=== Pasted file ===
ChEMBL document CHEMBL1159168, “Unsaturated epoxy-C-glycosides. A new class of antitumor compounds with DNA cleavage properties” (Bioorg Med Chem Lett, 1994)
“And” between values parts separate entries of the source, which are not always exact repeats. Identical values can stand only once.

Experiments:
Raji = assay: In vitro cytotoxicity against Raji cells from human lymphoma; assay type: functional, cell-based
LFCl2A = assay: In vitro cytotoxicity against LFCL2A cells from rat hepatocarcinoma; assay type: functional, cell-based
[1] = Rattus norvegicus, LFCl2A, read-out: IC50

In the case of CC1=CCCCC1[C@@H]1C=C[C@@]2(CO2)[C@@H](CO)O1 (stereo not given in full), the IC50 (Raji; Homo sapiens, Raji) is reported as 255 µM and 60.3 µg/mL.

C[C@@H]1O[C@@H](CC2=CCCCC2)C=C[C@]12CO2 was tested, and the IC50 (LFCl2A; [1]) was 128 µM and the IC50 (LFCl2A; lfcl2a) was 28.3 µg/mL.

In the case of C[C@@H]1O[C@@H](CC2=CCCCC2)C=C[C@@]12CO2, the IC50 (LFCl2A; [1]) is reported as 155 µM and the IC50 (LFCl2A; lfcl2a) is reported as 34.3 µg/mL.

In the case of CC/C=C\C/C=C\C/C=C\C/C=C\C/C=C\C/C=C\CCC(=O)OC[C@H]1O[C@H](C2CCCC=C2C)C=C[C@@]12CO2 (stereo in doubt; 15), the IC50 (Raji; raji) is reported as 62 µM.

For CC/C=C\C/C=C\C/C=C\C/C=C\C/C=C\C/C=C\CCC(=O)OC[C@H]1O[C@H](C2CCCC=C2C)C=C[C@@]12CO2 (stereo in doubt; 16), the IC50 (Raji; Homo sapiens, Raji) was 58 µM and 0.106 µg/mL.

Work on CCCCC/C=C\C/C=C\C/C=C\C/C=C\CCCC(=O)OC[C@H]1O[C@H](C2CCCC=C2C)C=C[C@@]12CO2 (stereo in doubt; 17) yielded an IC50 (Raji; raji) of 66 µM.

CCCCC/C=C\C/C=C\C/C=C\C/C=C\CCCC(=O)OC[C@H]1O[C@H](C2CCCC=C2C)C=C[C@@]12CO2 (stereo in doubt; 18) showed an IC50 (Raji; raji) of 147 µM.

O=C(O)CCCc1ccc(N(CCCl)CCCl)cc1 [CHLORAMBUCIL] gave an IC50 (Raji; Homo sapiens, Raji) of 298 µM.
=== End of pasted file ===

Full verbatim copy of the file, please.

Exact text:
ChEMBL document CHEMBL1159168, “Unsaturated epoxy-C-glycosides. A new class of antitumor compounds with DNA cleavage properties” (Bioorg Med Chem Lett, 1994)
“And” between values parts separate entries of the source, which are not always exact repeats. Identical values can stand only once.

Experiments:
Raji = assay: In vitro cytotoxicity against Raji cells from human lymphoma; assay type: functional, cell-based
LFCl2A = assay: In vitro cytotoxicity against LFCL2A cells from rat hepatocarcinoma; assay type: functional, cell-based
[1] = Rattus norvegicus, LFCl2A, read-out: IC50

In the case of CC1=CCCCC1[C@@H]1C=C[C@@]2(CO2)[C@@H](CO)O1 (stereo not given in full), the IC50 (Raji; Homo sapiens, Raji) is reported as 255 µM and 60.3 µg/mL.

C[C@@H]1O[C@@H](CC2=CCCCC2)C=C[C@]12CO2 was tested, and the IC50 (LFCl2A; [1]) was 128 µM and the IC50 (LFCl2A; lfcl2a) was 28.3 µg/mL.

In the case of C[C@@H]1O[C@@H](CC2=CCCCC2)C=C[C@@]12CO2, the IC50 (LFCl2A; [1]) is reported as 155 µM and the IC50 (LFCl2A; lfcl2a) is reported as 34.3 µg/mL.

In the case of CC/C=C\C/C=C\C/C=C\C/C=C\C/C=C\C/C=C\CCC(=O)OC[C@H]1O[C@H](C2CCCC=C2C)C=C[C@@]12CO2 (stereo in doubt; 15), the IC50 (Raji; raji) is reported as 62 µM.

For CC/C=C\C/C=C\C/C=C\C/C=C\C/C=C\C/C=C\CCC(=O)OC[C@H]1O[C@H](C2CCCC=C2C)C=C[C@@]12CO2 (stereo in doubt; 16), the IC50 (Raji; Homo sapiens, Raji) was 58 µM and 0.106 µg/mL.

Work on CCCCC/C=C\C/C=C\C/C=C\C/C=C\CCCC(=O)OC[C@H]1O[C@H](C2CCCC=C2C)C=C[C@@]12CO2 (stereo in doubt; 17) yielded an IC50 (Raji; raji) of 66 µM.

CCCCC/C=C\C/C=C\C/C=C\C/C=C\CCCC(=O)OC[C@H]1O[C@H](C2CCCC=C2C)C=C[C@@]12CO2 (stereo in doubt; 18) showed an IC50 (Raji; raji) of 147 µM.

O=C(O)CCCc1ccc(N(CCCl)CCCl)cc1 [CHLORAMBUCIL] gave an IC50 (Raji; Homo sapiens, Raji) of 298 µM.